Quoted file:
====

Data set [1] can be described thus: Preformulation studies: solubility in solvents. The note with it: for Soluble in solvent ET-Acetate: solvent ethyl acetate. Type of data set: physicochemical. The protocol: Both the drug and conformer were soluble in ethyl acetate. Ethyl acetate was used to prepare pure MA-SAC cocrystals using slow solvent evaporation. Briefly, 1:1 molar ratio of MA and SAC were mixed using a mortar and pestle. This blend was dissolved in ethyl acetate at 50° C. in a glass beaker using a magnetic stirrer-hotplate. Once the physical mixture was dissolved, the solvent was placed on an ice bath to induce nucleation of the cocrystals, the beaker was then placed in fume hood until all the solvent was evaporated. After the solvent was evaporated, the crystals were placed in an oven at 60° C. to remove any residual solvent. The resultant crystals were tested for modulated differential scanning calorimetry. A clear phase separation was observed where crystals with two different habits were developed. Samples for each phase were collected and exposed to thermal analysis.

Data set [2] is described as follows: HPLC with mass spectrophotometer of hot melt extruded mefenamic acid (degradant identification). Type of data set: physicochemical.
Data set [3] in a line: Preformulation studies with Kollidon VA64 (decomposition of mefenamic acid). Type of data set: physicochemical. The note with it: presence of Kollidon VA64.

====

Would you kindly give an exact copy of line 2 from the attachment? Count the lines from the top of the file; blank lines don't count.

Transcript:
Data set [2] is described as follows: HPLC with mass spectrophotometer of hot melt extruded mefenamic acid (degradant identification). Type of data set: physicochemical.